Petitioner alleges it was error for the U.S. Probation Office not to mention any mitigating circumstances in the PIR. As part of the plea agreement, Petitioner also agreed to the following:
The defendant is aware that Title 18, United States Code, Section 3742 affords a defendant the right to appeal any sentence imposed. Acknowledging this, the defendant knowingly and voluntarily agrees to waive all Constitutional and statutory rights to appeal his conviction and sentence, including, but not limited to an express waiver of appeal of this plea (including any venue and statute of limitations issues) and to attack collaterally his mental competence, and his plea, or his sentence, including but not limited to, filing a motion under 28 U.S.C. §2255, or 28 U.S.C. §2241, or 18 U.S.C. §3742, or otherwise. Doc. 12, Plea Agreement, at 3:15-25. "The right to attack a judgment collaterally is statutory. A knowing and voluntary waiver of a statutory right is enforceable. For this reason a prisoner may not collaterally attack a judgment if the prisoner waived the right to do so." United States v. Racich, 35 F. Supp.2d 1206, 1210 (S.D. Cal. 1999), citations omitted. The standard mirrors waiver of direct appeal rights: "A defendant's right to appeal is statutory, rather than constitutional, in nature. Knowing and voluntary waivers of appellate rights in criminal cases are regularly enforced. The sole test of a waiver's validity is whether it was made knowingly and voluntarily." United States v. Nguyen, 235 F.3d 1179, 1182 (9th Cir. 2000), citations omitted. In the plea colloquy, Petitioner specifically agreed that he was waiving his right to attack his conviction and sentence collaterally. Thus, Petitioner's allegations of incorrect sentencing are waived.
Further, Plaintiff received the PIR on July 12, 2005. He agreed to a plea agreement with the prosecution on July 29, 2005. His plead guilty and was sentenced on the same day (August, 8, 2005). During sentencing he made no objection to the PIR.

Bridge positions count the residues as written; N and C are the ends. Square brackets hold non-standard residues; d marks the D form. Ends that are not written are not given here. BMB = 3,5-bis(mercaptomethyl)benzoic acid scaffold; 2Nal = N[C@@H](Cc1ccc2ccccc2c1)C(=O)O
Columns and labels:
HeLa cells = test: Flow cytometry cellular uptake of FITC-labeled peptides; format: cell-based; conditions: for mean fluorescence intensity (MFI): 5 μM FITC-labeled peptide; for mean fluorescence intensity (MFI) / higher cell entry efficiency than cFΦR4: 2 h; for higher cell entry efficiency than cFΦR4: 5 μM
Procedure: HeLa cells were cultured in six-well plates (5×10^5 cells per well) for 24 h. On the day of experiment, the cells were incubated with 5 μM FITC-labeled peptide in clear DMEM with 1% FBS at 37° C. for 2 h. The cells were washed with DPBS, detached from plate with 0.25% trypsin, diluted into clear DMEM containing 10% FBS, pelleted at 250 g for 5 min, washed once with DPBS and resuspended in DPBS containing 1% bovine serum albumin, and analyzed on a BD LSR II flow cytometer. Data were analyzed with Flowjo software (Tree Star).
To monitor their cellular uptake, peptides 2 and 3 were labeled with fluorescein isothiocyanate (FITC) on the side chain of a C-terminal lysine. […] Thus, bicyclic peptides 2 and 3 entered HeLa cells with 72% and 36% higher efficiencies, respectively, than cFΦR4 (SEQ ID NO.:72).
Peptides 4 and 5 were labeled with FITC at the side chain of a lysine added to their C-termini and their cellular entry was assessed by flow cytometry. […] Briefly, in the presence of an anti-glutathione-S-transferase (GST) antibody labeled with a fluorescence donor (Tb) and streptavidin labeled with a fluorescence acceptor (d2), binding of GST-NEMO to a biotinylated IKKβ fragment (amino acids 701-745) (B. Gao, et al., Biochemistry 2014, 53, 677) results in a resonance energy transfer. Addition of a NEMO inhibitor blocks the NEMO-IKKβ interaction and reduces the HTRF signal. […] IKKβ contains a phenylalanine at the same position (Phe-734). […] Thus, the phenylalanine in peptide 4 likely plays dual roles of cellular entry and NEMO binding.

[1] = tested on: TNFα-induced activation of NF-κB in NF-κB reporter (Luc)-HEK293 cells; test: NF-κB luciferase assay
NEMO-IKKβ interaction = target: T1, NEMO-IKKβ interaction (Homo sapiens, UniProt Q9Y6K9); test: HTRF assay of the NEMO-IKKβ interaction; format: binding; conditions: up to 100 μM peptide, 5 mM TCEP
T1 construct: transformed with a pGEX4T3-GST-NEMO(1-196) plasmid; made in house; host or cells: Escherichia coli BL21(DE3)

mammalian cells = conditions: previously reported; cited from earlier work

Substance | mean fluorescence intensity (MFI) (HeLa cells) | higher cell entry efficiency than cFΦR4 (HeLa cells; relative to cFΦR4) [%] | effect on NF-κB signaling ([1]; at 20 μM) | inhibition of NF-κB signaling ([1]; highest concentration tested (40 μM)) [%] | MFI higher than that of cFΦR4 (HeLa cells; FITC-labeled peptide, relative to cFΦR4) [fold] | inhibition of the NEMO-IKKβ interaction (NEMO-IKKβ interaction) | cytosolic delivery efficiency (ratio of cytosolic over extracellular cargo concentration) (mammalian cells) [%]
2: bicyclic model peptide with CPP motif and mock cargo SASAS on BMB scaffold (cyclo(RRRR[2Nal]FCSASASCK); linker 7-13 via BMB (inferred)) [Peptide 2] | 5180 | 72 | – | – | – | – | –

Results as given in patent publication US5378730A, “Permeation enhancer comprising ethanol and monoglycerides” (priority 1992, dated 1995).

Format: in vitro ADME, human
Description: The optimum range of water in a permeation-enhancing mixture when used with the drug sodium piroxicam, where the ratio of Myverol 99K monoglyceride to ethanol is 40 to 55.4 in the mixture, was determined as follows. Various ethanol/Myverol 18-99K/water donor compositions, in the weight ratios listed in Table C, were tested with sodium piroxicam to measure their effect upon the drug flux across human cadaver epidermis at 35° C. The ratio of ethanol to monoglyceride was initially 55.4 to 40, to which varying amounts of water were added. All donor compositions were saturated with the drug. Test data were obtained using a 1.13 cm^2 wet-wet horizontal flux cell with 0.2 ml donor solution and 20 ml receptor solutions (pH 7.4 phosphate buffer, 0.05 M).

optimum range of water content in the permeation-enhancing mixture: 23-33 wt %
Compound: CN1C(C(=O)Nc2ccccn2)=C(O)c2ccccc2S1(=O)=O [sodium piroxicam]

B. Ineffective Assistance of Counsel and Invalid Plea
Petitioner's ineffective assistance of counsel and invalid plea arguments cover the same substantive ground. Petitioner has challenged the validity of his waiver by claiming that guilty plea was the result of his attorney's ineffective assistance in failing to fully inform Petitioner of all of his rights and that his plea was illegally induced. A waiver of habeas rights can not bar a claim that relates to the validity of the waiver itself. United States v. Abarca, 985 F.2d 1012, 1014 (9th Cir. 1993). Because claims of ineffective assistance of counsel usually implicate the validity of plea agreements that are secured through the efforts of the allegedly ineffective counsel, those claims are not normally considered waived by plea agreements. United States v. Baramdyka, 95 F.3d 840, 844 (9th Cir. 1996), citations omitted. To establish a constitutional violation for ineffective assistance of counsel, a defendant must demonstrate (1) a deficient performance by counsel, and (2) prejudice to him/her. United States v. Cochrane, 985 F.2d 1027, 1030 (9th Cir. 1993). To prove a deficient performance of counsel, Petitioner must demonstrate that counsel "made errors that a reasonably competent attorney acting as a diligent and conscientious advocate would not have made." Butcher v. Marquez, 758 F.2d 373, 376 (9th Cir. 1985). To show prejudice, Petitioner must demonstrate that "there is a reasonable probability that, but for counsel's unprofessional errors, the result of the proceeding would have been different." Strickland v. Washington, 466 U.S. 668, 694 (1984).